Pest Guides

Pipistrelle Bat

Pipistrellus pipistrellus


  • 35 to 45 mm in length. 3 – 9g in weight.
  • Forearm length between 30 and 35mm with a wingspan from 200 to 250mm.
  • Mid to dark brown fur.
  • Pipistrelle bats have tiny bodies with short hind legs and short, wide ears.
  • Pipistrelle bats are the most common species found in the UK and are also found across Europe, North Africa and Asia.


  • Bat’s mate in Autumn, just before hibernation, but the females egg cells are not fertilised until the spring. (Known as delayed implantation).
  • Once the embryo starts to grow gestation is between 6 and 7 weeks with usually just one baby being born in the summer.
  • Baby bats are tiny, blind for about a week and hairless. They rely on warmth for growth and development.
  • The young bat lives on its mother’s back – and is feed solely on her milk – until it can fly and hunt for itself; usually between three and six weeks.
  • Bats can live for up to 16 years.


  • Bats are the only mammals in the world capable of natural flight.
  • Bats live together in colonies. During the summer these are typically in trees, buildings that are accessible through gaps – they only require a space of 13mm to gain access through - or the eaves or rock crevices.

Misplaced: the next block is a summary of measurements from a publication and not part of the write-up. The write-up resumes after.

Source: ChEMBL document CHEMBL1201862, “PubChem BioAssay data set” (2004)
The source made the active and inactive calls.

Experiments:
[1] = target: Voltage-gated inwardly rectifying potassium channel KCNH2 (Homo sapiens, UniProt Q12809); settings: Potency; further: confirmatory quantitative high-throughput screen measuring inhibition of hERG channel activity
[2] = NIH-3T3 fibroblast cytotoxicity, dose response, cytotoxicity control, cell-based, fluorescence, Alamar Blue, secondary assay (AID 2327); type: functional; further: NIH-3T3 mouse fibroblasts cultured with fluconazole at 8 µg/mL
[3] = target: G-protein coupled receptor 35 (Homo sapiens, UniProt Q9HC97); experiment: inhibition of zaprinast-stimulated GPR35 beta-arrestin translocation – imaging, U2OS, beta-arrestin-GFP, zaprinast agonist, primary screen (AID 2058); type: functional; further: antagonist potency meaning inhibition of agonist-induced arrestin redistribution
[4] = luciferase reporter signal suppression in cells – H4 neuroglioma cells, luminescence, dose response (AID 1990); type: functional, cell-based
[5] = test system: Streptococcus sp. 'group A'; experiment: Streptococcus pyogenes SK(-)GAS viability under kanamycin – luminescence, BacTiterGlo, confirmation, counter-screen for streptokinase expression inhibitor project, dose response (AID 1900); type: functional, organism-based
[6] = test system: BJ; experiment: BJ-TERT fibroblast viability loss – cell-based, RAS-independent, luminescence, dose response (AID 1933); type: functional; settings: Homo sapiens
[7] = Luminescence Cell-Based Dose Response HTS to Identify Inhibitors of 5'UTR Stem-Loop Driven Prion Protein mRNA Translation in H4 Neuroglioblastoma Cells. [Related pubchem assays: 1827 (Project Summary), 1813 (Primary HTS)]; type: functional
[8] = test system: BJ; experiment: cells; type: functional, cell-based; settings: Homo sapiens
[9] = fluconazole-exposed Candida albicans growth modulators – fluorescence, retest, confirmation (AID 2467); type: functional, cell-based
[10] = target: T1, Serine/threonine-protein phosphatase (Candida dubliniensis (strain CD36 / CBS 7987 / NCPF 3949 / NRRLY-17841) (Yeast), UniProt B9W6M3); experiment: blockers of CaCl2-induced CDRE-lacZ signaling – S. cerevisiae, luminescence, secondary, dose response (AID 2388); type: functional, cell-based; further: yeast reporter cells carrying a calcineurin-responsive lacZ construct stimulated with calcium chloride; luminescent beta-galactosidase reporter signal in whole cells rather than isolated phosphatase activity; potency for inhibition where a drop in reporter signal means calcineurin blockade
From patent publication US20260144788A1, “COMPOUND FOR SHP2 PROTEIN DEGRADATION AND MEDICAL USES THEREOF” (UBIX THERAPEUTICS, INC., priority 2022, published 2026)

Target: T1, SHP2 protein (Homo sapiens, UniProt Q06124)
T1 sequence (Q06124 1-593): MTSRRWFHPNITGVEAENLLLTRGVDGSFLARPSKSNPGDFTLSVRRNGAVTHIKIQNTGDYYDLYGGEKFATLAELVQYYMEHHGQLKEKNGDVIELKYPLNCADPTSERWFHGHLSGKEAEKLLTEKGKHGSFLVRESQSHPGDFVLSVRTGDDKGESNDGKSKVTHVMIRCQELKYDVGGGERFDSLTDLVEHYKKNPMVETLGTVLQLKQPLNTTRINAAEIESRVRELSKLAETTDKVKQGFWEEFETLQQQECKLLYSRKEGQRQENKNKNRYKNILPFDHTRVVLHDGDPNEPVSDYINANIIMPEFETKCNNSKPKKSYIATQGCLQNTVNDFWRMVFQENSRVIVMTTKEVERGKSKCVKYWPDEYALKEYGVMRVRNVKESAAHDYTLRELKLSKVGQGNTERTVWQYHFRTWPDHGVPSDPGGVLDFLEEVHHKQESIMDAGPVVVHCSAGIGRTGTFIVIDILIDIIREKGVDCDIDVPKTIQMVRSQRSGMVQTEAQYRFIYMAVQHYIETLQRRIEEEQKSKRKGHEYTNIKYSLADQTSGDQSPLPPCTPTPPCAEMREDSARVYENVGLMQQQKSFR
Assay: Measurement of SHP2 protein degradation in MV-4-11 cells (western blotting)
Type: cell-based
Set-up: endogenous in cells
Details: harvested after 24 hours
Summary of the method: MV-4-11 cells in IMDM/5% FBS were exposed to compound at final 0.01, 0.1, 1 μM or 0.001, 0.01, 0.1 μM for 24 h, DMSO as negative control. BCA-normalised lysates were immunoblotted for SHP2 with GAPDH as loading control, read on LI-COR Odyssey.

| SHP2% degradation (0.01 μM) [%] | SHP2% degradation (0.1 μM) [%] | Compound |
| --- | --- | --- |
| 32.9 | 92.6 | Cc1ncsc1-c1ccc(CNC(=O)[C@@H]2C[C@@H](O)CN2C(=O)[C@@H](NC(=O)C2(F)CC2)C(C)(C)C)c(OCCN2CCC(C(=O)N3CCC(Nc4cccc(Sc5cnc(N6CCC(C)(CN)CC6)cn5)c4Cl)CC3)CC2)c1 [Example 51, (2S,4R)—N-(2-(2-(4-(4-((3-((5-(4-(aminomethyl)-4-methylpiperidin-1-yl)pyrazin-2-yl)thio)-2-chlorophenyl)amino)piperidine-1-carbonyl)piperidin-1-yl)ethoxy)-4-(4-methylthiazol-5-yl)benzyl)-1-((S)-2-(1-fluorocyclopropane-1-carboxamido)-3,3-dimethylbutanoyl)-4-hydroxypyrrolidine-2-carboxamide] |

• Pipistrelle bats hibernate in the winter; they gradually stop feeding and find themselves a suitable spot to hibernate – usually in crevices in buildings and trees.
  • Bats feed off lacewings, small moths, mosquitoes and midges and search for these over water, woodland, marshes and even urban areas.
  • Bats usually emerge from their roost shortly after sunset and spend the night foraging for food.
  • Bats do not damage to buildings that they roost in – other than the mess their droppings cause.
  • Bats are not aggressive, although like any wild animal, they may bite to defend themselves if handled.
  • It is important to note that in some countries Bats and their roosts are protected by law and it is an offence to damage, destroy or block access to their roosts.